Friday, April 28, 2006
UPDATE (11pm): Heading Out from The Oil Drum has indicated s/he will be available as well, so the discussion should be lively! Do tune in or listen to the stream.
Craig Westover tries his hand at a little economic analysis of Minnesota senatorial gas plans. Both DFLer Klobuchar and GOPer Kennedy, he finds, have some flaws in their plans. Kennedy's plan to temporarily suspend the gas tax -- an idea that originates in fact from a Democratic senator in New Jersey -- and crowing about "provid[ing] the deciding vote last fall to ... make price gouging a federal offense" is little more than the very publicity stunts he decries in the next paragraph. The reaction to a temporary tax cut is to encourage more spending on gas now. If I can use the period to top up my First Fuel Banks card, I am on it! But if we all do it, what happens to gas supplies? Craig correctly points out (though I will need to have the demand-vs.-quantity-demanded talk with him):
Now lets look on the price and supply sides. The price of gas suddenly drops 18 cents a gallon. Demand goes up and, duh, so do prices. Perhaps not 18 cents a gallon, but they will rise. If they don�t, stations are going to start running out of gas because the supply pipeline is stocked for the higher price/lower demand level. It�s ironic that someone on the bandwagon of investigating oil company profits is making a proposal that will effectively increase oil company profits.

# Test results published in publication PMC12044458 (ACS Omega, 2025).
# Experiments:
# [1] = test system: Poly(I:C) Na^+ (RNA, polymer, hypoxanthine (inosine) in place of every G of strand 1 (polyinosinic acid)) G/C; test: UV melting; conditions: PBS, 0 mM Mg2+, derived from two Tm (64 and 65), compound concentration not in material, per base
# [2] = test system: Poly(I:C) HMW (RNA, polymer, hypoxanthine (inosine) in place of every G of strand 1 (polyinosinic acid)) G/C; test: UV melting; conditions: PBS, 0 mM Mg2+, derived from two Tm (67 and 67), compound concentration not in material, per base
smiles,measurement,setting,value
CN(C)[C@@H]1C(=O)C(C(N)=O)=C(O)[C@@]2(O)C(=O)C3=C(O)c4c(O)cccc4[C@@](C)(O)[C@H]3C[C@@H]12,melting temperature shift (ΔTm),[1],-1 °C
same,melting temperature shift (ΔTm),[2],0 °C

But won�t the oil companies increase supply to meet the new, higher demand? No, because the demand is temporary.
So you won't save the 18 cents. Since the tax burden is shared between buyer and seller, cutting the gas tax in fact increases profits for the oil industry. (Maybe we should pass it just to watch Chuck Schumer's head explode.)
As the Oil Drum writers point out, this only serves to "worsen our dependence on oil by disincentivizing the innovation of oil alternatives and oil conservation efforts." The Klobuchar proposal does far worse by increasing oil companies' cost of capital just at the time when we want them to invest more in exploration and refining. The only way someone invests is when they can be sure government will not rapaciously seize the return on that investment. Talking about "holding oil companies accountable" is little more than asking "where's my sugar, sugar?"
Tune in tomorrow to see if we can make some sense out of all the hot air. If you can't catch us on radio, streaming audio is here.